Faith: a New Perspective

Faith: a New Perspective

Jonathan Midwood 
February 20, 2018

A number of my secular friends have asked me what my faith is, and I was trolled on Twitter with a very similar question, “So what is it you actually believe in?”

This question has often troubled me as I have found it very difficult to answer succinctly without lots of coffee, plenty of spare time, and a willingness to drift off the subject. Faith seems to have many facets, and not all non-secular.

In a recent interaction with someone, I was asked, “What do you have faith in?” This question was very well-timed, as I had found myself asking the same question recently, and indeed I have asked myself a lot of questions like this for some time. There are a number of ways I could have answered this question.

I could take the approach where I try and express a concept, idea or theory in as clear and concise way as possible. Trying to formulate a justifiable position, one that grounds me solidly on one side or the other. I could, however, also try to read what the person in front of me may want to hear. To try to manage the expectation and give an answer that is comforting to the person opposite.

One other approach could be to play the I don’t know  card. The one that is the get out of jail free card for all questions that you can’t or don’t want to answer. However, in this instance, I took a different approach.

I played the “In all honesty, I don’t know, but what I do know is that I ‘believe’ and ‘feel’ that there is more to life than simply cold hard biology and physics. There is an experience that I ‘feel’ and one that I know to be true, but the causes and the reasoning are not necessarily needed to make it worthwhile. All I know is that it feels good or bad, and I want to know more about it” card.

A long explanation, but one that came from an honest perspective.

What was liberating was that I was able to be honest in my ignorance and also honest in my openness about what I was feeling. I wasn’t satisfying their need for an answer and I wasn’t trapped in a need to provide a response that perhaps I felt they wanted to hear.

All I was doing was being true to what I felt was right in that moment, and while it leaned towards the don’t know side of the equation, it also offered a seeker’s perspective that meant that the answer wasn’t close-ended and was part of a much longer journey.

Faith, therefore, for me, is an intention to learn, to grow, and to investigate what life holds for me. To take a step into the unknown with an openness and a sense of trust in what I am doing is meant for me, that I am on the right path. To take a step without knowing what it may hold.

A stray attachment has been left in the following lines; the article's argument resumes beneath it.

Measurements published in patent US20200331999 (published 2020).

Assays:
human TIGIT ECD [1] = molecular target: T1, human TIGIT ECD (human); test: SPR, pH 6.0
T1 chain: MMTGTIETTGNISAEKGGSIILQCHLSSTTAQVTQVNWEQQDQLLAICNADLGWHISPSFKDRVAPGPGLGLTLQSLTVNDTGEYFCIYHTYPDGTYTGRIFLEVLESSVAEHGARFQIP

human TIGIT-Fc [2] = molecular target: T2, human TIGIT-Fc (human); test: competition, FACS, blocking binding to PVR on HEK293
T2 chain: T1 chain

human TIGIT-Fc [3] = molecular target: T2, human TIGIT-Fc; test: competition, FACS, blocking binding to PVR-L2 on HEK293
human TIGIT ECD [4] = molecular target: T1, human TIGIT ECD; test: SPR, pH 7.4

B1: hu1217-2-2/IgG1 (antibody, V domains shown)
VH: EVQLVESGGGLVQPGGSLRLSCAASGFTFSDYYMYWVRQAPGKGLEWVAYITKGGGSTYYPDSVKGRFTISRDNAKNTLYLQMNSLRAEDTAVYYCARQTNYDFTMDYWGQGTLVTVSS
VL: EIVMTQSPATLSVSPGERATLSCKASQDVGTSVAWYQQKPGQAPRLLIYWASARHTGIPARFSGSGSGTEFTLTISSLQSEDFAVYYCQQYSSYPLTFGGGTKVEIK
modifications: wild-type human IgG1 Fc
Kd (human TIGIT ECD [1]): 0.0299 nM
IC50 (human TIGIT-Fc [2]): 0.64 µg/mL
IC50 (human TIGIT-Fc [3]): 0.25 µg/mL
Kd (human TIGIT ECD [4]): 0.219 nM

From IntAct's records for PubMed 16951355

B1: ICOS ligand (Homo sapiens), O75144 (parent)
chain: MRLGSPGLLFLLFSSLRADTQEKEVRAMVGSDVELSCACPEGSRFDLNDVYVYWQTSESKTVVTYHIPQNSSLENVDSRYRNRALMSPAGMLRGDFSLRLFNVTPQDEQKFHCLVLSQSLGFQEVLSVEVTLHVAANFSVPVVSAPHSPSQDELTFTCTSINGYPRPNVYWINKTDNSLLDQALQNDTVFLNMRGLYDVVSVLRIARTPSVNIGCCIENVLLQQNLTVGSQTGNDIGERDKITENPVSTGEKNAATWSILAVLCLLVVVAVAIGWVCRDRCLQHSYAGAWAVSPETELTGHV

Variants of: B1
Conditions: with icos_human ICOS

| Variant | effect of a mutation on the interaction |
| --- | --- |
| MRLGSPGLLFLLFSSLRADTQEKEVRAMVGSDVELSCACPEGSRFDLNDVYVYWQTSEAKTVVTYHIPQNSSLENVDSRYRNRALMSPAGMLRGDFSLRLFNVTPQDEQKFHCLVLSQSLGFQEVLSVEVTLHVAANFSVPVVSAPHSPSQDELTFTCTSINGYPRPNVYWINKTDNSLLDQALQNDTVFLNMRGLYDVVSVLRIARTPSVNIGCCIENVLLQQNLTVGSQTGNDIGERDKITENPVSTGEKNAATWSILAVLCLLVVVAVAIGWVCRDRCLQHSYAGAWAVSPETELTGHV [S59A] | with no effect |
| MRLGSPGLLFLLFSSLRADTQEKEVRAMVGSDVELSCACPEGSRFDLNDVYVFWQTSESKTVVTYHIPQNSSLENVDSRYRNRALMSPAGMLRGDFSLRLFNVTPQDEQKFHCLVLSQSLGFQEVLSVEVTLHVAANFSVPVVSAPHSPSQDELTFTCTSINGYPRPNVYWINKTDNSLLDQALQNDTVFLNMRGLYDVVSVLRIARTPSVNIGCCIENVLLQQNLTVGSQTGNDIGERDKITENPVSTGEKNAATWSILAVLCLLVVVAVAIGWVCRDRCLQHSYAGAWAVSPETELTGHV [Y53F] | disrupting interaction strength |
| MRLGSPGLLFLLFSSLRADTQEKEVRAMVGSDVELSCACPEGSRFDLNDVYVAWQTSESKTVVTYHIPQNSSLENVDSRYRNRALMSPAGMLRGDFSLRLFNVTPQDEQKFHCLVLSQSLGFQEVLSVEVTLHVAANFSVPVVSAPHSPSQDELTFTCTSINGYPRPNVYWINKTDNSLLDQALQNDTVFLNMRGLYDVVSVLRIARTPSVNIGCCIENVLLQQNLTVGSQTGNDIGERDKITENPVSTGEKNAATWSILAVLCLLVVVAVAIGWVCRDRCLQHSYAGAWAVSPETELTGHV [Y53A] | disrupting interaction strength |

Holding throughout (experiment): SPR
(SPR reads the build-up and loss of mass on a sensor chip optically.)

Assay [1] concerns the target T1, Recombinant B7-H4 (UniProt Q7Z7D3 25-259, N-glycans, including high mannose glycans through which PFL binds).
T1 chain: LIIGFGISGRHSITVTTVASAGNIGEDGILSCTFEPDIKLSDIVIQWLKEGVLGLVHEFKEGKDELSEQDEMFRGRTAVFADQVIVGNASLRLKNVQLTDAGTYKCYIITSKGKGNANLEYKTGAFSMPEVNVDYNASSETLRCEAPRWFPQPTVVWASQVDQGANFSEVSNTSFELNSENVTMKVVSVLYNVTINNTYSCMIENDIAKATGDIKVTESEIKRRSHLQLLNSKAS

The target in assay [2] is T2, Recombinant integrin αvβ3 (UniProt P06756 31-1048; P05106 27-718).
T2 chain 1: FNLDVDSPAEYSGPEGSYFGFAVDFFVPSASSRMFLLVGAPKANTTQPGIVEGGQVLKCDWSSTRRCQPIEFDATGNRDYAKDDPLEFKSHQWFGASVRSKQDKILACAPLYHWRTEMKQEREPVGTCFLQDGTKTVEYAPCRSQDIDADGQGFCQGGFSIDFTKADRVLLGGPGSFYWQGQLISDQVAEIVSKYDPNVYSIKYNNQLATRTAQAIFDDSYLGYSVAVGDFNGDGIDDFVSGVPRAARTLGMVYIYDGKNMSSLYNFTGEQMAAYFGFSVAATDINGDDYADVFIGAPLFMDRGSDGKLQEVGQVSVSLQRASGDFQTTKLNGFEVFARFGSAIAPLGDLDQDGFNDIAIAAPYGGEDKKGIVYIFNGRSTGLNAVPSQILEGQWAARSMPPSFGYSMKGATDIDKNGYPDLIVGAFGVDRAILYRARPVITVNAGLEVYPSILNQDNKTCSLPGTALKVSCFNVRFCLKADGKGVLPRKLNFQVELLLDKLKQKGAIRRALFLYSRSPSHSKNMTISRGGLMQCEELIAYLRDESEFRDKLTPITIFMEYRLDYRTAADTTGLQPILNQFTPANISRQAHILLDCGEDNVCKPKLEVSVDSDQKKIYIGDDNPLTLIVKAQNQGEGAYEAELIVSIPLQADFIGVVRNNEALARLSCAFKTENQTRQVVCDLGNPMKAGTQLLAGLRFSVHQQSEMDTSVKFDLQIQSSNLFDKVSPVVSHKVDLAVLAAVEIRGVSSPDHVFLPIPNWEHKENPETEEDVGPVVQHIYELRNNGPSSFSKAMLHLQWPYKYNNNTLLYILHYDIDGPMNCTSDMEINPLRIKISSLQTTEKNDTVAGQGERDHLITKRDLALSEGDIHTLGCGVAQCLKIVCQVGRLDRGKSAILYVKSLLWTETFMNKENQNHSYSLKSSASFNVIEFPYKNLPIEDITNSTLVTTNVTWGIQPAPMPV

Faith holds within its tool bag of investigation a deity, gods, or indeed just God. It holds science on one side and spirituality on the other. It may, for some, not have any of the above, and if it does contain one or more, it could get lost from time to time, only to be found again further along the way.

Faith is really just a journey into the unknown future that will undoubtedly have twists and turns, blind summits, and dead ends. However, what I know is that faith enables me to develop a logical, yet intuitive and instinctual, compass that resonates deep in my heart.

Perhaps I can’t explain it in terms that makes sense, and to some I may sound a little esoteric, but my framework is mine and mine alone, and I know that this, for now, will guide me. That is all I need to know, and it makes me happy. The focal point of my faith may change, but faith as a process will stay constant, be my North Star.

Faith leads me towards liberation of the head and heart, away from the traps that societal expectations and structures place upon me. Are you an A, B or C? No, I am Me. The heart is important to all of this as it gives you a balance to the overly logical nature of the head, but the head is also essential as it develops a counterpoint to the overly intuitive nature of the heart and draws it back from rash decisions.

Balance in everything — equanimity — helps our own true natures to come forth, and through having a pure faith in not knowing, but being open to the possibility of everything, there is a greater chance of finding true liberation and happiness as an individual and as a collective.

So to answer the question “What is it you actually believe in?”, I believe in the fact that nothing is closed to me, and that staying open to everything is an important developmental step for not only me but for the world.


Jonathan Midwood 

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